U. S. History: A-4
March 15, 2013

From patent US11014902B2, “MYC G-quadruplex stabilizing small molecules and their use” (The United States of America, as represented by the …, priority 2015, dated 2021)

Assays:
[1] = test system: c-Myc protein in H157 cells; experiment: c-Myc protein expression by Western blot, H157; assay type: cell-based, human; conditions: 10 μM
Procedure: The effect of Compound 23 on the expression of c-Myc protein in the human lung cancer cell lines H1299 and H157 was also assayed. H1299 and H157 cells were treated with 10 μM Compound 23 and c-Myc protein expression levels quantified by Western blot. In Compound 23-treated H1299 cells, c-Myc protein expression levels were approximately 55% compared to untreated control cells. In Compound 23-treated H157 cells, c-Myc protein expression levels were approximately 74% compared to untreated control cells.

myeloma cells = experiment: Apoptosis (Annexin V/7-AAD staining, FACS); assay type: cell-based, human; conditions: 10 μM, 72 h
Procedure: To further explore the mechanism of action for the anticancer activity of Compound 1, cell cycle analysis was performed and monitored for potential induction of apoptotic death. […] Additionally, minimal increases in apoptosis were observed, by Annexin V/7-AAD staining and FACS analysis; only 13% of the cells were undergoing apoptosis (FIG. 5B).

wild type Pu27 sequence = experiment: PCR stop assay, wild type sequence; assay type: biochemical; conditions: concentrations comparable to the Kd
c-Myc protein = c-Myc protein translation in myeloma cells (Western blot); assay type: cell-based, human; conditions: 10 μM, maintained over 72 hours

The start of the longest single battle in World War I began on February 21, 1916 and didn’t end until December 18, 1916. One of the main reasons the British began the battle of Somme was because of the casualties from Verdun and the impact of the war on the French Army (Trueman, Chris). The root of this battle is held in a letter that was written by Erich von Falkenhayn to Wilhelm II. Von Falkenhayn wanted to explain that their key to the war would be starting on the western front rather than the east because of Russia. The happenings of this battle and everything about it have been questioned by people since it happened and figuring out the whole battle is a major part of our history. When the German Chief of General Staff wanted to “bleed France White,” was when the thought of attacking Verdun came about. Verdun consisted of a French historic sentiment and had approximately 20 large forts and 40 less important ones around the area. It also had around 18 underground fords holding artillery turrets and cannons. Verdun stood as a defensive stature in France holding up since the fifth century (“Battle of Verdun”). The downfall of Verdun was that the forts were different in quality and size which also caused there to be a difference in how well a fort could resist heavy artillery. In his letter, Falkenhayn stated that if they conduct the fall of the French in WWI Great Britain would surrender to the Germans or otherwise be defeated. Part of his dilemma with the Kaiser was how would the U. S. react to their battle with France and would it ignite their flame to join in in the war. Falkenhayn chose Verdun because after the early stages of the war, the French believed in their fortress more than ever. In reality, the fortress was valued more “symbolically than strategically” (Duffy, Michael). One of his thoughts behind attacking Verdun was that the French would send all of their soldiers there to protect...
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